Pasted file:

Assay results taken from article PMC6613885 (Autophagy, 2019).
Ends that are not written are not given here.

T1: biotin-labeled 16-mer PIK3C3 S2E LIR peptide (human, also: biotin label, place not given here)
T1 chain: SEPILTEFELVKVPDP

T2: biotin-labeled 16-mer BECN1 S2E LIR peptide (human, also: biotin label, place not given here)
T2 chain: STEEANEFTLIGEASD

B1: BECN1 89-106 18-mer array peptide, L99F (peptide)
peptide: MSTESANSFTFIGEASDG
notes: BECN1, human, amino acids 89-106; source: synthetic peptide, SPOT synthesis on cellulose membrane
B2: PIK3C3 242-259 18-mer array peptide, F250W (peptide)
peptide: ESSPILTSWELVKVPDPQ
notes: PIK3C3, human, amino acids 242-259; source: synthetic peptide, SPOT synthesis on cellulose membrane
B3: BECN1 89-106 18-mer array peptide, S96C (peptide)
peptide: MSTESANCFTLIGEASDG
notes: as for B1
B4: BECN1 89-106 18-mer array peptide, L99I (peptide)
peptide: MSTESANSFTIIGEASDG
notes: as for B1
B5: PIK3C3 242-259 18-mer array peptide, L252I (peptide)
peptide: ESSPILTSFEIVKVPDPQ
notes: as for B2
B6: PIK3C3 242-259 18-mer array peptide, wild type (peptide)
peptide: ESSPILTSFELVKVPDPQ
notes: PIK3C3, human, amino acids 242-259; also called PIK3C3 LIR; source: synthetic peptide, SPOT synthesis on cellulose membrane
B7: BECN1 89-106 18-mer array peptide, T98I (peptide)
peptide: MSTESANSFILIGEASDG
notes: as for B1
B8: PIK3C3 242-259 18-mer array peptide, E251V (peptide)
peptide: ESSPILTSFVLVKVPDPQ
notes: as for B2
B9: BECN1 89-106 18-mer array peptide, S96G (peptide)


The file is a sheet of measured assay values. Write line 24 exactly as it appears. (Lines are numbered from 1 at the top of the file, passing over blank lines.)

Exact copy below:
notes: PIK3C3, human, amino acids 242-259; also called PIK3C3 LIR; source: synthetic peptide, SPOT synthesis on cellulose membrane